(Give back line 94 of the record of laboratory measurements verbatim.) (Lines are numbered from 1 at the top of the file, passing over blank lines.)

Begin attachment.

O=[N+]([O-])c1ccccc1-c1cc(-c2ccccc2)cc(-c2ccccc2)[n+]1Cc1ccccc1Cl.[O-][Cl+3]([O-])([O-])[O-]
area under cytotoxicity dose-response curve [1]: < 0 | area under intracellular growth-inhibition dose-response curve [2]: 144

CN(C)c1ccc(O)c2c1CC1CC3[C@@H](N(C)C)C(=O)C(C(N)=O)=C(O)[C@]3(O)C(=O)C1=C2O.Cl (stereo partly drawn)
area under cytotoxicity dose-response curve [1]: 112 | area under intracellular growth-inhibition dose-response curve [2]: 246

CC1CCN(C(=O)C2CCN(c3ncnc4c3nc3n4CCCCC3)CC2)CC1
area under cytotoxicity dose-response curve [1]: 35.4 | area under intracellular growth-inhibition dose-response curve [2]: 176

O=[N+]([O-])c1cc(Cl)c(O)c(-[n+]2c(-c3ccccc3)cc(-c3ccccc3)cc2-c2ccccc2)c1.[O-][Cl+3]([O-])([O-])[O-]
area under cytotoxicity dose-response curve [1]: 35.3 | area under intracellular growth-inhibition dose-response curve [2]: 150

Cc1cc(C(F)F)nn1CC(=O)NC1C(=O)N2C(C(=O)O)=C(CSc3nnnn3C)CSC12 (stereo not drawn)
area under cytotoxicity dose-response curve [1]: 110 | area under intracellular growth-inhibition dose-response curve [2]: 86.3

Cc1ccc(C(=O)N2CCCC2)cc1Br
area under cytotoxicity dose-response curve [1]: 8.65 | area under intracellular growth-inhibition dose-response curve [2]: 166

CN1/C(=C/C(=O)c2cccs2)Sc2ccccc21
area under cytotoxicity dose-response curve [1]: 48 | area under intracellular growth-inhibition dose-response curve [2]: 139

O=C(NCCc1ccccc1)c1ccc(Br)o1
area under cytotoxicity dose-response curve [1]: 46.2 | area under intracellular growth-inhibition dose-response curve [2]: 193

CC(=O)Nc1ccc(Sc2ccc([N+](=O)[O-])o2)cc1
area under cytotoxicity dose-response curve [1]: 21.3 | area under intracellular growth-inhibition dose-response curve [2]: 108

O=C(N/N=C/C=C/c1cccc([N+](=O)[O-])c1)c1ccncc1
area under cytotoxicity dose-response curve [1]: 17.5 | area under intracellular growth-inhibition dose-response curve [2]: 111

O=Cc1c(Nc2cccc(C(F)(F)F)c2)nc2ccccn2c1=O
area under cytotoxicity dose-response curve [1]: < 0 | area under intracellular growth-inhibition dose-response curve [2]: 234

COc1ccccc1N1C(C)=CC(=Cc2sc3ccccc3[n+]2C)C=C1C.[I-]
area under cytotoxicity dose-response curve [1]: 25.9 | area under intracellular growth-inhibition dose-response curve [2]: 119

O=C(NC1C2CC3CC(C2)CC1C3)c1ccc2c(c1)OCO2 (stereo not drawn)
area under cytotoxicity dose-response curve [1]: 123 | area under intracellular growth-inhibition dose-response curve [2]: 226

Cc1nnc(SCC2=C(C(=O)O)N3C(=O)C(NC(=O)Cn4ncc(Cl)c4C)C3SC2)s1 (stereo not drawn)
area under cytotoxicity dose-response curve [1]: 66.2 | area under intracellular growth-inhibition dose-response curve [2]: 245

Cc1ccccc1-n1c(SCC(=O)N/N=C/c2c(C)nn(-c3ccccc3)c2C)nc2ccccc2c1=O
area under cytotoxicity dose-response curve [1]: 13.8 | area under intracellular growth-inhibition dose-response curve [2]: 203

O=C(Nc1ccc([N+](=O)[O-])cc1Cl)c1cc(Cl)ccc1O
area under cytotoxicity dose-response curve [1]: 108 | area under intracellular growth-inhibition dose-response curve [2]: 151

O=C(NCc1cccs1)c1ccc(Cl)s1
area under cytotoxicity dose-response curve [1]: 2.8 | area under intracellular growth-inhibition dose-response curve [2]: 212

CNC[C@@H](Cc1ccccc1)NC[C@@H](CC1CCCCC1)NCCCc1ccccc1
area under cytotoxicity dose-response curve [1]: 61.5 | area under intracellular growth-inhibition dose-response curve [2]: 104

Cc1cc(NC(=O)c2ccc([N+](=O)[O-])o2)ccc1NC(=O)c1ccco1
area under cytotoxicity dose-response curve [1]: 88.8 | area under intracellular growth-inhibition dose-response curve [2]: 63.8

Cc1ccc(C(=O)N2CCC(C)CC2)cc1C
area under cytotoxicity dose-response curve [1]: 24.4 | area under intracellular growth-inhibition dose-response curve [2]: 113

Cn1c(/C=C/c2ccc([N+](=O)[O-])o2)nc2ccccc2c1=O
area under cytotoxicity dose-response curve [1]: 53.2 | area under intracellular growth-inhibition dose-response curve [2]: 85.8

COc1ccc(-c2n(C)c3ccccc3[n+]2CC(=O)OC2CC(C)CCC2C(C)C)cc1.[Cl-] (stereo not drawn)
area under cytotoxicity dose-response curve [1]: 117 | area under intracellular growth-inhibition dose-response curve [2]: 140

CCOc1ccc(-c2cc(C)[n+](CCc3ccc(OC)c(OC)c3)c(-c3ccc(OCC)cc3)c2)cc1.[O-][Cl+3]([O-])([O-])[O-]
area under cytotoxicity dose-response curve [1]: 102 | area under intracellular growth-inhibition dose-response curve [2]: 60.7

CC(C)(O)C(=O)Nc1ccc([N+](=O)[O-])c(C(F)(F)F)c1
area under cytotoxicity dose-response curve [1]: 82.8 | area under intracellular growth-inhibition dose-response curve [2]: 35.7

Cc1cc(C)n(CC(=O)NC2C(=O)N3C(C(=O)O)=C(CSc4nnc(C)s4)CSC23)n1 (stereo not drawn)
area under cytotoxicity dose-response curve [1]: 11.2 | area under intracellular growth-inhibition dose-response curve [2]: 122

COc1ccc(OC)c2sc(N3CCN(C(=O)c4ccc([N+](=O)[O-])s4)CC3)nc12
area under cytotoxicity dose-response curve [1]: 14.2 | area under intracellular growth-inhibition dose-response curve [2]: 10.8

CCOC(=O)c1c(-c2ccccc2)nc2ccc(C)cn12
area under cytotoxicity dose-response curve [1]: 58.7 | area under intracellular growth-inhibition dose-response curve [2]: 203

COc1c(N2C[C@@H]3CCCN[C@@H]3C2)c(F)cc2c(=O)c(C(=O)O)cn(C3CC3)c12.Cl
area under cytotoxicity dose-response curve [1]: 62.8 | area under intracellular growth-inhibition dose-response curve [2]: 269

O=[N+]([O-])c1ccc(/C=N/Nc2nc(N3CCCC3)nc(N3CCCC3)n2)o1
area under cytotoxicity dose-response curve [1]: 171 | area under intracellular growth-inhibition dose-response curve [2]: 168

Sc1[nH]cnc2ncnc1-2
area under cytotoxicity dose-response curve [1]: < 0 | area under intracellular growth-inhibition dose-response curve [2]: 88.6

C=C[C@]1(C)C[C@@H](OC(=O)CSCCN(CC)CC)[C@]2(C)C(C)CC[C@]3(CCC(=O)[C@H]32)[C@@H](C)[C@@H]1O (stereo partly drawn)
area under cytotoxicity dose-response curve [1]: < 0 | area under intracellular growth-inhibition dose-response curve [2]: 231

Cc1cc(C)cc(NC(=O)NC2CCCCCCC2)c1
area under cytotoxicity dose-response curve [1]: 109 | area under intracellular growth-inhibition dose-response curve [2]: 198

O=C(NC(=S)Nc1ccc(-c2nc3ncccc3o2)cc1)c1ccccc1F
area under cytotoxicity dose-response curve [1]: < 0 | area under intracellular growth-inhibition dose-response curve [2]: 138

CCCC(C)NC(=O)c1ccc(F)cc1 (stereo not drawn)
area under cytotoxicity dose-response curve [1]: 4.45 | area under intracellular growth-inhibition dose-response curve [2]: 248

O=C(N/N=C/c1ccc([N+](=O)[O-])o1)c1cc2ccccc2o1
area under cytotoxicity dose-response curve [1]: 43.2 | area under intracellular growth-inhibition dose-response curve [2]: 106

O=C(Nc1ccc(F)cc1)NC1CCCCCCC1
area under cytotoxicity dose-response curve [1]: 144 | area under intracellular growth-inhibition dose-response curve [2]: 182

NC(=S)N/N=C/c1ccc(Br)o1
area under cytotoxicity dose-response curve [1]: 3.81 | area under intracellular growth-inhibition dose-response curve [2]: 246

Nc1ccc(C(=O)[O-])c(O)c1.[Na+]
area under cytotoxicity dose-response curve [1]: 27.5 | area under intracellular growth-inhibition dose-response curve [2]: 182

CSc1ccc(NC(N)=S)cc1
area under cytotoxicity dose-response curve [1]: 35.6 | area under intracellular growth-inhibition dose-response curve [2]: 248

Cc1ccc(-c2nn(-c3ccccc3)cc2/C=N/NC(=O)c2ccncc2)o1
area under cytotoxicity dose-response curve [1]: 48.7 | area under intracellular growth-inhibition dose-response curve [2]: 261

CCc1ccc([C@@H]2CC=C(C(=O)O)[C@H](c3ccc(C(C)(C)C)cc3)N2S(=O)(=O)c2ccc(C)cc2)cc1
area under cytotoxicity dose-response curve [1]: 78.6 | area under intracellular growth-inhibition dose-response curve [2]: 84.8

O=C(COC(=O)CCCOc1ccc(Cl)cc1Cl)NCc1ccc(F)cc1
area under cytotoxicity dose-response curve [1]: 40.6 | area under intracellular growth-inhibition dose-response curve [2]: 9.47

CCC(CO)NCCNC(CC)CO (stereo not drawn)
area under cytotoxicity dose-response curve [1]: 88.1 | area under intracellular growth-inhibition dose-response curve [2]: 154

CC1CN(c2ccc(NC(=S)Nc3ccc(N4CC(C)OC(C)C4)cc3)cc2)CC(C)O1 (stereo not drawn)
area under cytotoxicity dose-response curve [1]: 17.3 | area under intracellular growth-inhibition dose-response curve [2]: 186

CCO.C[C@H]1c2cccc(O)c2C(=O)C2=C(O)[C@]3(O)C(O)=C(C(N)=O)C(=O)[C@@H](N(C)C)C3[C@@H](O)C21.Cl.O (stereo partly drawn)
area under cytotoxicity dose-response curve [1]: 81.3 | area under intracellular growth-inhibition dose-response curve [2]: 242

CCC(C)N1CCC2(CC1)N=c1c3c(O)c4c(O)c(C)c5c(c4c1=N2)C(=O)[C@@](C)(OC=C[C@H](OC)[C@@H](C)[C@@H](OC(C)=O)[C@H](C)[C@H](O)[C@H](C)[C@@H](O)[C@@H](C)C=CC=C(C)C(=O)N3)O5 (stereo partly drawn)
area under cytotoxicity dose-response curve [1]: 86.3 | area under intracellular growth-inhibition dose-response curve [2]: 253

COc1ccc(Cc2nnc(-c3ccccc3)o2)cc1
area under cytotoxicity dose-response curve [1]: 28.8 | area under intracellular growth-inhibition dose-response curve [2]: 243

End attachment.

area under cytotoxicity dose-response curve [1]: 28.8 | area under intracellular growth-inhibition dose-response curve [2]: 243